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Arkansas schools see changes to COVID-19 guidelines

The Arkansas Department of Education released new guidelines for schools regarding positive COVID-19 cases, including quarantine and isolation times for students.

LITTLE ROCK, Arkansas — The Arkansas Department of Education has released new guidelines for schools regarding positive COVID-19 cases.

The changes are based off new CDC guidance that was issued earlier this week.

Arkansas schools have been back in session for the spring semester for one week and in that time span 42 districts have had to make virtual modifications.

Some of these pivots were also due to weather, along with COVID-19.

The Arkansas Department of Education updated isolation times in their new guidelines for people that test positive for the virus.

A person should stay home for a least 5 days if they get COVID-19. 

From that point, if you start to feel better after 5 days with no fever or symptoms then you may return to school.

You are also encouraged to wear a mask consistently for 5 more days when you go back to school, but Arkansas does not have a mask mandate, so it's up to the school to decide whether they're necessary.

Credit: KTHV

Another important thing to note is that quarantine is different from isolation.

A person will be asked to quarantine when they are exposed to someone with COVID.

You're also asked to quarantine for 5 days if you're not up-to-date on your COVID shots, but you don't need to quarantine if you've had all your vaccines, including a booster if you're eligible.

Also, you don't need to quarantine if you had COVID in the past 90 days.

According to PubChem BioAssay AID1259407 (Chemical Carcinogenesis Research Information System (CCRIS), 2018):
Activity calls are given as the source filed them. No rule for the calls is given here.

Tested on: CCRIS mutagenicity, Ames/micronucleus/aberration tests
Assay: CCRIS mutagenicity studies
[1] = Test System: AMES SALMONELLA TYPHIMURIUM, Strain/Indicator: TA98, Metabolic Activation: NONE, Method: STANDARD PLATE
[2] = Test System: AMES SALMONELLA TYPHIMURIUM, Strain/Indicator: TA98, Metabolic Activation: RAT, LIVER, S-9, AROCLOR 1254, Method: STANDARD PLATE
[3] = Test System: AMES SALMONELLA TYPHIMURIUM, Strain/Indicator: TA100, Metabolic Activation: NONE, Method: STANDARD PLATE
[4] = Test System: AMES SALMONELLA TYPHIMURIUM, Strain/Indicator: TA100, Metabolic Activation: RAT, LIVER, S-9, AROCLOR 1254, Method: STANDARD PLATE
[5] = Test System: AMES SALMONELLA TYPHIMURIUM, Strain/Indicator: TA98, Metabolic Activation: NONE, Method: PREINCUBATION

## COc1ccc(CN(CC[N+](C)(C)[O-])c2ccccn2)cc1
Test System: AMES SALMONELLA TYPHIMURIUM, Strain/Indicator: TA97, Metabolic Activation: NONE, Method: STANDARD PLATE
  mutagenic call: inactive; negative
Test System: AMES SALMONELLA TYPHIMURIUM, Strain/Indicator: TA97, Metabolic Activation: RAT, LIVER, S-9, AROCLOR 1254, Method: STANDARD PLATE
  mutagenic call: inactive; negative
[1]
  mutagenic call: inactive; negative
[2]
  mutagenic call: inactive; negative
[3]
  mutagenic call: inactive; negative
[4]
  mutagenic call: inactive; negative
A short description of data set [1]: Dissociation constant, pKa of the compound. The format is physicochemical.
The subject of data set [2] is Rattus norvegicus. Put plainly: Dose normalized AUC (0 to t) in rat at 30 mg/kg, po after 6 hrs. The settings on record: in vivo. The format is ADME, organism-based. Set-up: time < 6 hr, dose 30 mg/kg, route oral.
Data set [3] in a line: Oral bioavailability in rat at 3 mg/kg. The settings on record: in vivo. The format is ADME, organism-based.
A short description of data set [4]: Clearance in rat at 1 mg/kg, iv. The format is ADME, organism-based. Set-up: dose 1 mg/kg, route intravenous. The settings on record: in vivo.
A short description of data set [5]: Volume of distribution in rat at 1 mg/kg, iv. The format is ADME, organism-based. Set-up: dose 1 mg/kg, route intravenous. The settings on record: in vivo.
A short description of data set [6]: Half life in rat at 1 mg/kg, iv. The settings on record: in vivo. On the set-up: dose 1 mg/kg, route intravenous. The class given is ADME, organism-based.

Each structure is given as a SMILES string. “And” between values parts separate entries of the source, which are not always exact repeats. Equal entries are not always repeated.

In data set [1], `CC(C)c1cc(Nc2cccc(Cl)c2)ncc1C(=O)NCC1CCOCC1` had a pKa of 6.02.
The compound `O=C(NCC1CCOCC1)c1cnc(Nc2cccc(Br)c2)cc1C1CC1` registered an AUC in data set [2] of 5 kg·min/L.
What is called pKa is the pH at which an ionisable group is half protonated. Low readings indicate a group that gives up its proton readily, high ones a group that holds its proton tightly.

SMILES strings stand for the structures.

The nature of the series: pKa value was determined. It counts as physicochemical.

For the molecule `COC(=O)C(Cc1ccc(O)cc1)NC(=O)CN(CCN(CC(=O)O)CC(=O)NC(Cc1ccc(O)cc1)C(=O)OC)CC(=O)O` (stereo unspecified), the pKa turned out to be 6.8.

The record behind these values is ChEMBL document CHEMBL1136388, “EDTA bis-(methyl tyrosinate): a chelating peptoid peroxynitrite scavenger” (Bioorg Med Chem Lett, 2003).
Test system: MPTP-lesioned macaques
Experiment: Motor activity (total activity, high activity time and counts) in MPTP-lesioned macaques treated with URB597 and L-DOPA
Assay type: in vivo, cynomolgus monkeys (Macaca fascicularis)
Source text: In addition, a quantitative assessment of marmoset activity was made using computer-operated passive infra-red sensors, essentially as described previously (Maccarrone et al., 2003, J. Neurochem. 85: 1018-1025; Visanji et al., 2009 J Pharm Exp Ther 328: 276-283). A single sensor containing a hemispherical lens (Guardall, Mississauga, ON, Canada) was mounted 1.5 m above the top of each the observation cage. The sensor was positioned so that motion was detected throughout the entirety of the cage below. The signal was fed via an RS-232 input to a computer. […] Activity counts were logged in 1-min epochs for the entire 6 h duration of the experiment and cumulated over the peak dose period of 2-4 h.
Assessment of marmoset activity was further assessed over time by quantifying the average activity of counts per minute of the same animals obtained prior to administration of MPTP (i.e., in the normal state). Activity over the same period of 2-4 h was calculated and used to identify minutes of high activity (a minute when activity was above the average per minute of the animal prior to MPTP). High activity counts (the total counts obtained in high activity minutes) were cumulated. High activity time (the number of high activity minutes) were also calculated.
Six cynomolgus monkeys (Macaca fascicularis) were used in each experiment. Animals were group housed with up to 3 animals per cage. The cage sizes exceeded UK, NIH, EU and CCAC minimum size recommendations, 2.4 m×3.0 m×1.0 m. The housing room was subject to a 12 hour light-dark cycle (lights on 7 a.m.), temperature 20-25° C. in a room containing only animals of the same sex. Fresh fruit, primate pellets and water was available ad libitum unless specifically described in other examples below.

"Reducing the number of days that someone has to quarantine from 10 to 5 based on the criteria that are met, we think will be a benefit to schools because there's staff who are not showing symptoms who have met all these guidelines who could return to school quicker than if they had to quarantine for the whole 10 days," said Kimberly Mundell with the Arkansas Department of Education.

Something else that's different this year -- how schools pivot to virtual learning.

The state no longer has a special emergency order in effect, so schools have to go back to using their AMI days when they go virtual, or they can shut down and make up the days later in the year.

"Districts can modify if they need to modify a class, a grade level, or a classroom. They can quickly modify to virtual instruction if they need to, but if it's going to be a school-wide or a district-wide modification they have to use one of their ten alternative methods of instruction," said Mundell.

Last year for the fall semester, 411 schools made virtual modifications. This year during the first half of the academic year, there were 54.

To look at the update ADE COVID-19 guidelines, you can click here.

   

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